Caption: An established stand of PAm Annual Clover mix growing in a field. Image by: Project Apis m.
Cover crops are an affordable tool which can solve multiple issues on the farm. This practice can be used to combat soil erosion, reduce dust, improve water infiltration, slow or prevent nutrient leaching, and many other benefits. Popular places to plant cover crops include orchard drive rows, field edges, winter fallow crop lands, and unused areas.
Quiet, unassuming, modest and self-deprecating is not how you would imagine describing a titan or elder statesman of an industry but that was Joe Traynor, bee broker, pomologist, apiculturist, bee research philanthropist and dedicated family man. Joe passed away peacefully the morning of August 26, 2023 surrounded by family. His friends, family and the industry mourn their loss.
In California’s dry climate, farmers are often left with a difficult question to answer: are cover crops worth the water? Despite atmospheric rivers, early spring rains and tropical storms causing flooding across the state this year, water conservation remains a top priority for California’s farmers, especially those in more drought-prone parts of the state. With the last two years being some of the driest on record - there is good reason to be water-wise and to plant with care.
Project Apis m. and North Dakota Honey Promotion Fund Award Grant for Tropilaelaps Trainings Together
Salt Lake City, Utah, October 13, 2023-For Immediate Release
Grant Awarded for Tropilaelaps Trainings
Parasitic mites are arguably one of the worst problems for honey bee health. For decades since it was introduced from Asia, beekeepers have fought the Varroa mite. There is another, potentially worse mite in Asia: Tropilaelaps species. This mite is spreading in honey bees but has not yet reached the USA or Canada. Recognizing this alarming risk, Project Apis m. (PAm) spearheaded conversations with beekeepers, bee inspectors, and researchers at an industry meeting in January 2023 and has since been calling for proposals to support training and research on Tropilaelaps. Four projects funded through PAm, using Healthy Hives, National Honey Board, and PAm funds include studies on Tropilaelaps biology, developing various ways to treat and control these mites, and studying the viruses they carry.
Project Apis m. will host its first-ever, Corn-Hole Tournament! Plan to join in the fun! Qualifying Pool Play will run all day on Wednesday, January 10th and Thursday, January 11th. Championship brackets are scheduled for Friday January 12th. It's free to play with GREAT winning prizes! Let's get together for some fun, show off your bag tossing skills, and win great prizes!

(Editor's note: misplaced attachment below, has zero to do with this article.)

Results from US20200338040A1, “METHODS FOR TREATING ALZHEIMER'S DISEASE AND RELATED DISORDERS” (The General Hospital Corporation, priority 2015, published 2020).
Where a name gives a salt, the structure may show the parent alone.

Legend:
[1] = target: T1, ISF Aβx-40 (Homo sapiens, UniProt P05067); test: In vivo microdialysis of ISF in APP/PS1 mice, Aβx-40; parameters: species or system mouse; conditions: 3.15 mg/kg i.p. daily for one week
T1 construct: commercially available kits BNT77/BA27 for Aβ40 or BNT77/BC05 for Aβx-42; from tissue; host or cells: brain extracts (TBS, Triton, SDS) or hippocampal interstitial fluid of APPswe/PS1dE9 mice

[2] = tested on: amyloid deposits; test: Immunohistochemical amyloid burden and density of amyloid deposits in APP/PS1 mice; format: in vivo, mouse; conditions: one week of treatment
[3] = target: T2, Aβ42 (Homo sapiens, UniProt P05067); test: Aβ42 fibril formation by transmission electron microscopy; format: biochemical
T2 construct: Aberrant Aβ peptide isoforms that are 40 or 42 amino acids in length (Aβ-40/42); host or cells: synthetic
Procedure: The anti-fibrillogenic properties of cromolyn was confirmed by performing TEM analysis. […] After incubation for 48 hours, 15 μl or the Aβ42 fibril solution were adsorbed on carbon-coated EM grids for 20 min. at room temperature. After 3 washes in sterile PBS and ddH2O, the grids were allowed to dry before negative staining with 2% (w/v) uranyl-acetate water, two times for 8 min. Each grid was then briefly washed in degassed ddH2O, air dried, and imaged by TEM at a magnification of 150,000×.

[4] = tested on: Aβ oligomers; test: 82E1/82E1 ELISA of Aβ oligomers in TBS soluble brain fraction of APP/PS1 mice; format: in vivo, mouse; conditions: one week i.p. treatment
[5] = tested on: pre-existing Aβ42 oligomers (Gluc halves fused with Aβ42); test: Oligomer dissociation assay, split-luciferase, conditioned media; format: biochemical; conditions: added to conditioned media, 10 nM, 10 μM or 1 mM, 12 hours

On September 14th at 2:00pm EST. the Apiary Inspectors of America and Project Apis m. hosted a webinar about Vespa velutina and the recording is now available.
More details about tis event and the detection of Vespa in Georgia are below.
I have been fascinated by the cellular and molecular aspects of disease since my first biology class in high school. For most folks with that type of interest the obvious path is to study human disease with the goal of finding new therapies and diagnostic tools. So, I pursued a PhD in biomedical sciences and was trained in uncovering the cellular and molecular mechanisms underlying diseases of the blood and cancer in humans. By the time I was doing my post-doctoral work, I had a growing interest in the food system and the organisms that are part of it. After taking a beekeeping class in 2009, I became captivated by honey bees with their critical role in pollination in both natural and agricultural ecosystems and decided to apply my biomedical training towards developing approaches to help protect honey bee health. Since that fateful decision, it has been quite a journey with a steep learning curve and lots of ups and downs. The support I have gotten from Project Apis m. (PAm) has been instrumental in helping me to move from a beginner to making potentially important contributions in the field of honey bee health.
Salt Lake City, Utah-August 22nd 2022.
Managed honey bees in North America continue to be under increasing pressure to meet pollination demands for our food supply. At the same time, annual colony losses are increasing- 48.2% in the US in 2022, and the natural forage which gives bees healthy nutrition and a honey crop for producers is decreasing. Colony losses are often attributed to pathogens, parasites, pesticides, hive management (queen mating, genetics, maintenance), climate, and available nutrition. United States honey production in 2022 from producers with five or more colonies totaled 126 million pounds, down 1% from 2021 .Sustainable beekeeping is dependent on maximizing outputs (colony health, colony numbers, pollination contracts, honey production, profitability) while minimizing the inputs (time, money, personnel, treatments). A sustainable beekeeping industry contributes to a more sustainable agricultural landscape through a stable supply of bees for crop pollination. Therefore, Project Apis m. (PAm) is requesting research proposals that focus on enhancing the health, survival, and productivity of honey bee colonies, which provide practical and tangible solutions to the beekeeping industry.